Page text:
1) Fundamentalist radical Sunni (ISIS/ISIL) can't stand the US. They would be out to destroy us no matter what. We leave them alone they will still be trying to kill us.

2) Fundamentalist radical Shai (loyal to Iran) can't stand the US. They would be out to destroy us no matter what. We leave them along they will still be trying to kill us.

Thankfully they hate each other far more than us; so let them get back to killing one another already. It is what they desperately want!

As for the sanctions. Go ahead. The Iraqi government is not holding up their end in protecting US personnel or our embassy. Yet we are the ones that freed them from Saddam; and saved their asses from ISIS/ISIL. We have rearmed and retrained their damn military twice! Yet their loyal to Iran. 

 
 
 
Krishna
1.1.9  seeder  Krishna  replied to  Ronin2 @1.1.7    3 weeks ago
We now occupy the Northern Syrian oil fields

I'm wondering...how many more countries will our Chickenjawk president send American kids into?

What's next? 

 
 
 
Krishna
1.1.10  seeder  Krishna  replied to  Ronin2 @1.1.7    3 weeks ago
What about our damn allies.

Good point.

The only ones in the area that we have been able to count on have been the Kurds and the israelis.

Our Chickenhawk Neocon-in-Chief has screwed over the Kurds... so I wouldn't be surprised if its only a matter of time before he decides on a whim to f*ck over the Israelis as well...

 
 
 
Tacos!
1.1.11  Tacos!  replied to  Krishna @1.1.9    3 weeks ago
I'm wondering...how many more countries will our Chickenjawk president send American kids into? What's next? 

We already have troops deployed in 150 different countries . Trump didn't do that. That's old news.

 
 
 
Ronin2
1.1.12  Ronin2  replied to  Krishna @1.1.9    3 weeks ago

Excuse me?

Syria is Obama's debacle. Trump was trying to get our troops out of Syria and faced a withering attack from Neocons on both sides; and the newly minted chicken hawks on the left.

The sheer amount of "Trump is betraying the Kurds" BS was endless. 

My only criticism with Trump is he didn't follow throw, and only reduced our footprint in Syria.  He caved to pressure from the military, state department, intelligence agencies, and Congress.

The Syrian government has told us repeatedly to get out; and we are still there. W/O a single legal leg to stand on should we be attacked. I doubt we will leave Iraq either- even if they demand we go.

 
 
 
Ronin2
1.1.13  Ronin2  replied to  Krishna @1.1.10    3 weeks ago
Our Chickenhawk Neocon-in-Chief has screwed over the Kurds... so I wouldn't be surprised if its only a matter of time before he decides on a whim to f*ck over the Israelis as well...

First off see post 3.1.3.

Not all Kurds are created equal. Syrian Kurds are a different faction than the Iraqi Kurds. Many of the Syrian Kurd factions are designated as terrorists by both Turkey and the US. The even fight among themselves for territory and power.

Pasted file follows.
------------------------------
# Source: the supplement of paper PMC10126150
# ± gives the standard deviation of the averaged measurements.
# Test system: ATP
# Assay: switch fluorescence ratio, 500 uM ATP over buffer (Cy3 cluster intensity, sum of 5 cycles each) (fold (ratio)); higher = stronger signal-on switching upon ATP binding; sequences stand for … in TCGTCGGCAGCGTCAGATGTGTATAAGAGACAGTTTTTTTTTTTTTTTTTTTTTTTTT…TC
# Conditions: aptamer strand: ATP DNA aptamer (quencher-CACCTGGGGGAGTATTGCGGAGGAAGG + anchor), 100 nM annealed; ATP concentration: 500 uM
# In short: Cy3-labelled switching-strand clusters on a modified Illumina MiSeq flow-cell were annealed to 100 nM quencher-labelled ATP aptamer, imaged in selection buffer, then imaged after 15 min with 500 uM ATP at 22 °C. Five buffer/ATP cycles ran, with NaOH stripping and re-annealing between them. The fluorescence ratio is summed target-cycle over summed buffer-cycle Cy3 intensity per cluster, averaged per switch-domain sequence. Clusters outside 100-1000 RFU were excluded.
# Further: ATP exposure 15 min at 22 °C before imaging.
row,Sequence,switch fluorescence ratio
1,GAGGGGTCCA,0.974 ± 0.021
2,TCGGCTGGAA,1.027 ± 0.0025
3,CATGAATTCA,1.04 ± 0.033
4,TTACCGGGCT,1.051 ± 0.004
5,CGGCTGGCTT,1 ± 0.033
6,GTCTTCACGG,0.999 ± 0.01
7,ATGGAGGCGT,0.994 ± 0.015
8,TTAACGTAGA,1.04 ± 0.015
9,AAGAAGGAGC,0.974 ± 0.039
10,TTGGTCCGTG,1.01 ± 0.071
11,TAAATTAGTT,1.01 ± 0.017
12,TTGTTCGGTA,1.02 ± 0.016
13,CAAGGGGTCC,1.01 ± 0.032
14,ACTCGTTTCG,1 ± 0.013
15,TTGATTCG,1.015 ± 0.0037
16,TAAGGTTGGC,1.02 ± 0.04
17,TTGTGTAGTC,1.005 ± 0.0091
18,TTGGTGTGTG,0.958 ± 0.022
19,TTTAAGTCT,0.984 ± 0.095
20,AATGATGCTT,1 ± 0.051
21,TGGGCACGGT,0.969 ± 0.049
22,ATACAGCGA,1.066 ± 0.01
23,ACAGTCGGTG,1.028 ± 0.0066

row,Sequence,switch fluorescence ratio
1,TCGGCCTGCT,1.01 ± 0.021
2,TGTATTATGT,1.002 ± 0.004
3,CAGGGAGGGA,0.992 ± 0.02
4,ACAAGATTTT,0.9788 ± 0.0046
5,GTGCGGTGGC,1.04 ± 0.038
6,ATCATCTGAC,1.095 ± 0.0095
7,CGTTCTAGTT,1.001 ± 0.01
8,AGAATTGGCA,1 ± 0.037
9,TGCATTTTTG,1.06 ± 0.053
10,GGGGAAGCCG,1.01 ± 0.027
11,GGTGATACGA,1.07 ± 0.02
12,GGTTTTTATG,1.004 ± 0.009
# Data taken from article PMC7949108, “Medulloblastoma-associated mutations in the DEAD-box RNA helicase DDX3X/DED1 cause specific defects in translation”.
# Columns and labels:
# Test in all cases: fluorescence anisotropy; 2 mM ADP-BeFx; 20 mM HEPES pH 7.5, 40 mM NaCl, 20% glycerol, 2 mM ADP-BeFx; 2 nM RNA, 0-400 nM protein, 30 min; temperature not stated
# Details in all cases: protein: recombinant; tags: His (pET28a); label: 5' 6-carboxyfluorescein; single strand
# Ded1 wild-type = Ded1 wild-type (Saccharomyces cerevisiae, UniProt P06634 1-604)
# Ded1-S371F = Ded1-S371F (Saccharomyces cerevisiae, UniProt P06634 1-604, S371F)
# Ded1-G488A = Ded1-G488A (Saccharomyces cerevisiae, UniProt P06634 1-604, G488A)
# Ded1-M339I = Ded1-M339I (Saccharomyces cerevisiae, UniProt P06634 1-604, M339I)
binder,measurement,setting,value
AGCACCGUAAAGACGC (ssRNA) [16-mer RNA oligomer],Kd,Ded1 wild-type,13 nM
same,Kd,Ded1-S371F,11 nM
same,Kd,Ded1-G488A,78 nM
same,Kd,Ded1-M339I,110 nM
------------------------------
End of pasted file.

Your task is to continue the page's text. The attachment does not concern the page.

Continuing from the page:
Funny how no one thought Bush Jr/Obama were abandoning the Iraqi Kurds when Bush Jr signed the SOFA agreement to remove US forces; and Obama followed through on it after the Iraqi government rejected his offer to keep 10,000 troops there for as long as they desired.

Secondly, show me one time that Trump has screwed over Israel? Just once? He moved the US Embassy to Jerusalem. He has signed onto Bibi's plan for peace with the Palestinians of "Jordan is Palestine". He is going to allow Israel to keep all of their West Bank settlements in any peace deal. If anyone should be feeling betrayed by Trump it is the Jordanians.

 
 
 
Tessylo
1.1.14  Tessylo  replied to  Thrawn 31 @1.1.1    3 weeks ago
'So Trump failed?'

At everything, his whole fucking life.  

 
 
 
Tessylo
1.1.15  Tessylo  replied to  Ronin2 @1.1.8    3 weeks ago

So you've admitted that tRump is there to steal their oil.  

Got it!

 
 
 
Krishna
2  seeder  Krishna    3 weeks ago

Sunday’s maelstrom and new developments were not entirely unexpected by Trump’s national security brass or his war planners.

Shortly before he ordered Thursday’s fateful, potentially world-altering attack, the president was briefed on a menu of possible consequences if Soleimani were slain.

According to two administration officials, one of the listed potential consequences was attacks on U.S. military personnel abroad—and another was the Iranian regime deciding to amp up its nuclear program.

 
 
 
al Jizzerror
3  al Jizzerror    3 weeks ago

Before Trump droned Soleimani, many Iraqis hated that Iranian asshole.  

Trump has turned Soleimani into a fucking Shia martyr. 

 
 
 
Donald J. Trump fan 1
3.1  Donald J. Trump fan 1  replied to  al Jizzerror @3    3 weeks ago

If they actually move from that non binding vote to actually demand we leave then we could let Iraq divide itself up into Shia, Sunni, and Kurd sections and remain in the Kurd and Sunni sections. That would block transit between Iran and Syria/Lebanon and prevent a return of ISIS.  Then Iraqi Shias can decide themselves if they want independence or to be a satellite of Iran.

 
 
 
Krishna
3.1.1  seeder  Krishna  replied to  Donald J. Trump fan 1 @3.1    3 weeks ago
If they actually move from that non binding vote to actually demand we leave then we could let Iraq divide itself up into Shia, Sunni, and Kurd sections and remain in the Kurd and Sunni sections